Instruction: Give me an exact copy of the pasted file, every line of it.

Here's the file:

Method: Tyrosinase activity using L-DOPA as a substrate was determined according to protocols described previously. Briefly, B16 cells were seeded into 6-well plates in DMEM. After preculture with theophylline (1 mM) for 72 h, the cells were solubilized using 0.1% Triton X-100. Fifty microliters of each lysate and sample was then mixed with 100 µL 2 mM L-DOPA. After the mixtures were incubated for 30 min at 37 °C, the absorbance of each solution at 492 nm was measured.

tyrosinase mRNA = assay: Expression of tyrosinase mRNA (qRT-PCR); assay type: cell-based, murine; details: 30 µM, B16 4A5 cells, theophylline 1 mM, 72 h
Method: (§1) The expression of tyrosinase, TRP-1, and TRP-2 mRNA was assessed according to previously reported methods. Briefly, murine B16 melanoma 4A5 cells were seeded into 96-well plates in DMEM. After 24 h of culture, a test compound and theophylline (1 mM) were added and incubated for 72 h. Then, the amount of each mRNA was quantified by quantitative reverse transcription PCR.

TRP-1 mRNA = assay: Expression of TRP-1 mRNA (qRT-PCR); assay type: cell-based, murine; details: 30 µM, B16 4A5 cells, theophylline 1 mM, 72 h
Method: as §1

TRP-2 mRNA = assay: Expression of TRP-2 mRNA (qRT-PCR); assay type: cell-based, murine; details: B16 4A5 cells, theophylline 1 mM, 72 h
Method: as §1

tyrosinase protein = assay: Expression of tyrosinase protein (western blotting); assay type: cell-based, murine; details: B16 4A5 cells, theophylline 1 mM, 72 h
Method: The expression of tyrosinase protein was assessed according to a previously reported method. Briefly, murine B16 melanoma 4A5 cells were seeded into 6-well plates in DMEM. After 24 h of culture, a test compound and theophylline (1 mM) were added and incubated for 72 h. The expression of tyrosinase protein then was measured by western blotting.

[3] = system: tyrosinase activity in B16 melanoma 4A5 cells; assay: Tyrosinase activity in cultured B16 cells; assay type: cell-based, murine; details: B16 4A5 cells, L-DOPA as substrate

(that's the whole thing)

Method: Tyrosinase activity using L-DOPA as a substrate was determined according to protocols described previously. Briefly, B16 cells were seeded into 6-well plates in DMEM. After preculture with theophylline (1 mM) for 72 h, the cells were solubilized using 0.1% Triton X-100. Fifty microliters of each lysate and sample was then mixed with 100 µL 2 mM L-DOPA. After the mixtures were incubated for 30 min at 37 °C, the absorbance of each solution at 492 nm was measured.

tyrosinase mRNA = assay: Expression of tyrosinase mRNA (qRT-PCR); assay type: cell-based, murine; details: 30 µM, B16 4A5 cells, theophylline 1 mM, 72 h
Method: (§1) The expression of tyrosinase, TRP-1, and TRP-2 mRNA was assessed according to previously reported methods. Briefly, murine B16 melanoma 4A5 cells were seeded into 96-well plates in DMEM. After 24 h of culture, a test compound and theophylline (1 mM) were added and incubated for 72 h. Then, the amount of each mRNA was quantified by quantitative reverse transcription PCR.

TRP-1 mRNA = assay: Expression of TRP-1 mRNA (qRT-PCR); assay type: cell-based, murine; details: 30 µM, B16 4A5 cells, theophylline 1 mM, 72 h
Method: as §1

TRP-2 mRNA = assay: Expression of TRP-2 mRNA (qRT-PCR); assay type: cell-based, murine; details: B16 4A5 cells, theophylline 1 mM, 72 h
Method: as §1

tyrosinase protein = assay: Expression of tyrosinase protein (western blotting); assay type: cell-based, murine; details: B16 4A5 cells, theophylline 1 mM, 72 h
Method: The expression of tyrosinase protein was assessed according to a previously reported method. Briefly, murine B16 melanoma 4A5 cells were seeded into 6-well plates in DMEM. After 24 h of culture, a test compound and theophylline (1 mM) were added and incubated for 72 h. The expression of tyrosinase protein then was measured by western blotting.

[3] = system: tyrosinase activity in B16 melanoma 4A5 cells; assay: Tyrosinase activity in cultured B16 cells; assay type: cell-based, murine; details: B16 4A5 cells, L-DOPA as substrate